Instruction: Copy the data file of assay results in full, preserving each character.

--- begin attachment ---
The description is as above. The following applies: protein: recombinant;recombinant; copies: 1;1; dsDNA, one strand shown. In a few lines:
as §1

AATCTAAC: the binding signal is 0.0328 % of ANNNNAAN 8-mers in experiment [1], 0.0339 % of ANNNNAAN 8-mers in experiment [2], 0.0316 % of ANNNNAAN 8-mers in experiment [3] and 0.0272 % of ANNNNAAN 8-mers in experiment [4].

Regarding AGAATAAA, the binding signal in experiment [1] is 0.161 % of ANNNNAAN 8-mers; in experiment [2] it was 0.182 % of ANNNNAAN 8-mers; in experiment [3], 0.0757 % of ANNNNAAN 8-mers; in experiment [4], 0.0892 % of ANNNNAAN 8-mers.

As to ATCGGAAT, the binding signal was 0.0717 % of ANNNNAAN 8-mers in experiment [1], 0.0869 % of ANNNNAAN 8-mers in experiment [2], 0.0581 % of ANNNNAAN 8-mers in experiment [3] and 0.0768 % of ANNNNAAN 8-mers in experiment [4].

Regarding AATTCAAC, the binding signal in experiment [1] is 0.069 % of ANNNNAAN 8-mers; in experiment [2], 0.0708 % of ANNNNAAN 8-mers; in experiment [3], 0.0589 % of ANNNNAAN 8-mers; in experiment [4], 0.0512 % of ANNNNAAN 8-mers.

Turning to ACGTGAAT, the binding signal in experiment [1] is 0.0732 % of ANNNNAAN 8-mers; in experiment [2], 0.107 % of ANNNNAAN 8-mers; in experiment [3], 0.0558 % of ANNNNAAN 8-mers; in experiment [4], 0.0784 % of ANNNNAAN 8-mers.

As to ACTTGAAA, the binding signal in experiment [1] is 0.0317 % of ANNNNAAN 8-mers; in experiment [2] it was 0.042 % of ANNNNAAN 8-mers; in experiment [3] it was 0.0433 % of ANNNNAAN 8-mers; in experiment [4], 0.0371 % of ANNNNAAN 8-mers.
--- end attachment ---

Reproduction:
The description is as above. The following applies: protein: recombinant;recombinant; copies: 1;1; dsDNA, one strand shown. In a few lines:
as §1

AATCTAAC: the binding signal is 0.0328 % of ANNNNAAN 8-mers in experiment [1], 0.0339 % of ANNNNAAN 8-mers in experiment [2], 0.0316 % of ANNNNAAN 8-mers in experiment [3] and 0.0272 % of ANNNNAAN 8-mers in experiment [4].

Regarding AGAATAAA, the binding signal in experiment [1] is 0.161 % of ANNNNAAN 8-mers; in experiment [2] it was 0.182 % of ANNNNAAN 8-mers; in experiment [3], 0.0757 % of ANNNNAAN 8-mers; in experiment [4], 0.0892 % of ANNNNAAN 8-mers.

As to ATCGGAAT, the binding signal was 0.0717 % of ANNNNAAN 8-mers in experiment [1], 0.0869 % of ANNNNAAN 8-mers in experiment [2], 0.0581 % of ANNNNAAN 8-mers in experiment [3] and 0.0768 % of ANNNNAAN 8-mers in experiment [4].

Regarding AATTCAAC, the binding signal in experiment [1] is 0.069 % of ANNNNAAN 8-mers; in experiment [2], 0.0708 % of ANNNNAAN 8-mers; in experiment [3], 0.0589 % of ANNNNAAN 8-mers; in experiment [4], 0.0512 % of ANNNNAAN 8-mers.

Turning to ACGTGAAT, the binding signal in experiment [1] is 0.0732 % of ANNNNAAN 8-mers; in experiment [2], 0.107 % of ANNNNAAN 8-mers; in experiment [3], 0.0558 % of ANNNNAAN 8-mers; in experiment [4], 0.0784 % of ANNNNAAN 8-mers.

As to ACTTGAAA, the binding signal in experiment [1] is 0.0317 % of ANNNNAAN 8-mers; in experiment [2] it was 0.042 % of ANNNNAAN 8-mers; in experiment [3] it was 0.0433 % of ANNNNAAN 8-mers; in experiment [4], 0.0371 % of ANNNNAAN 8-mers.